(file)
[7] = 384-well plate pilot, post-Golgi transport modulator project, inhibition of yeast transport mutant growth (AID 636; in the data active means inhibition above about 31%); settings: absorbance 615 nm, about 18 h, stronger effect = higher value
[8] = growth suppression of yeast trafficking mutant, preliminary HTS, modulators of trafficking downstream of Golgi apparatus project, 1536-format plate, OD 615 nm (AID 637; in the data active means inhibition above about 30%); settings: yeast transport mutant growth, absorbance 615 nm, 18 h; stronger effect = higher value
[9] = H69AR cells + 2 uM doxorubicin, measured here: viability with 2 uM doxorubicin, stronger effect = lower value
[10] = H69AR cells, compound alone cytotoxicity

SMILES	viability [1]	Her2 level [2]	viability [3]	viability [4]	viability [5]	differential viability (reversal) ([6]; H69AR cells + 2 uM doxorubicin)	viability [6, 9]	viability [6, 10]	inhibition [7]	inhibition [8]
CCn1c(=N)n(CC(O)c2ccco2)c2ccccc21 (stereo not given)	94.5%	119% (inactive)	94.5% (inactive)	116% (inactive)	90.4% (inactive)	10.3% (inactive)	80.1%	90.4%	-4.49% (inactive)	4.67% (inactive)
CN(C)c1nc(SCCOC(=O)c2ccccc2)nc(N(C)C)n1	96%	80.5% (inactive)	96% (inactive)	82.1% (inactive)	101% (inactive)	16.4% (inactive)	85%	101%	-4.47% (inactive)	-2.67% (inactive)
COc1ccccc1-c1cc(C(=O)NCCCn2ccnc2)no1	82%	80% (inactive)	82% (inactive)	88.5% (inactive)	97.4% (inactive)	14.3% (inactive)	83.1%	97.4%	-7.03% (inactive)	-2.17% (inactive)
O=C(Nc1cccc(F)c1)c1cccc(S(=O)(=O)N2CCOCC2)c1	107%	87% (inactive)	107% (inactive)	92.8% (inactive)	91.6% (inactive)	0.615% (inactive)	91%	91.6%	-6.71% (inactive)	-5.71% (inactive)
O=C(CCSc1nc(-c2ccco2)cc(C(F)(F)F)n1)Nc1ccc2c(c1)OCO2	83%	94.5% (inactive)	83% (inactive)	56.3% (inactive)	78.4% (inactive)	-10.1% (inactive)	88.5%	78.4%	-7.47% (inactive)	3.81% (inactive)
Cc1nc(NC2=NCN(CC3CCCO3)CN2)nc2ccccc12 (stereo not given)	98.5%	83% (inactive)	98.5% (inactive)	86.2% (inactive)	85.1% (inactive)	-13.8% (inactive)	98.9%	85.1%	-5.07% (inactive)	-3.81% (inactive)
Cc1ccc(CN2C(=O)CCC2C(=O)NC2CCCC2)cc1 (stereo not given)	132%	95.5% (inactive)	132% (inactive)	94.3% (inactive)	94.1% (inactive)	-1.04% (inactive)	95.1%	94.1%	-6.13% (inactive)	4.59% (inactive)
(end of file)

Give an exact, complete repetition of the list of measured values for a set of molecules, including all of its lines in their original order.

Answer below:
[7] = 384-well plate pilot, post-Golgi transport modulator project, inhibition of yeast transport mutant growth (AID 636; in the data active means inhibition above about 31%); settings: absorbance 615 nm, about 18 h, stronger effect = higher value
[8] = growth suppression of yeast trafficking mutant, preliminary HTS, modulators of trafficking downstream of Golgi apparatus project, 1536-format plate, OD 615 nm (AID 637; in the data active means inhibition above about 30%); settings: yeast transport mutant growth, absorbance 615 nm, 18 h; stronger effect = higher value
[9] = H69AR cells + 2 uM doxorubicin, measured here: viability with 2 uM doxorubicin, stronger effect = lower value
[10] = H69AR cells, compound alone cytotoxicity

SMILES	viability [1]	Her2 level [2]	viability [3]	viability [4]	viability [5]	differential viability (reversal) ([6]; H69AR cells + 2 uM doxorubicin)	viability [6, 9]	viability [6, 10]	inhibition [7]	inhibition [8]
CCn1c(=N)n(CC(O)c2ccco2)c2ccccc21 (stereo not given)	94.5%	119% (inactive)	94.5% (inactive)	116% (inactive)	90.4% (inactive)	10.3% (inactive)	80.1%	90.4%	-4.49% (inactive)	4.67% (inactive)
CN(C)c1nc(SCCOC(=O)c2ccccc2)nc(N(C)C)n1	96%	80.5% (inactive)	96% (inactive)	82.1% (inactive)	101% (inactive)	16.4% (inactive)	85%	101%	-4.47% (inactive)	-2.67% (inactive)
COc1ccccc1-c1cc(C(=O)NCCCn2ccnc2)no1	82%	80% (inactive)	82% (inactive)	88.5% (inactive)	97.4% (inactive)	14.3% (inactive)	83.1%	97.4%	-7.03% (inactive)	-2.17% (inactive)
O=C(Nc1cccc(F)c1)c1cccc(S(=O)(=O)N2CCOCC2)c1	107%	87% (inactive)	107% (inactive)	92.8% (inactive)	91.6% (inactive)	0.615% (inactive)	91%	91.6%	-6.71% (inactive)	-5.71% (inactive)
O=C(CCSc1nc(-c2ccco2)cc(C(F)(F)F)n1)Nc1ccc2c(c1)OCO2	83%	94.5% (inactive)	83% (inactive)	56.3% (inactive)	78.4% (inactive)	-10.1% (inactive)	88.5%	78.4%	-7.47% (inactive)	3.81% (inactive)
Cc1nc(NC2=NCN(CC3CCCO3)CN2)nc2ccccc12 (stereo not given)	98.5%	83% (inactive)	98.5% (inactive)	86.2% (inactive)	85.1% (inactive)	-13.8% (inactive)	98.9%	85.1%	-5.07% (inactive)	-3.81% (inactive)
Cc1ccc(CN2C(=O)CCC2C(=O)NC2CCCC2)cc1 (stereo not given)	132%	95.5% (inactive)	132% (inactive)	94.3% (inactive)	94.1% (inactive)	-1.04% (inactive)	95.1%	94.1%	-6.13% (inactive)	4.59% (inactive)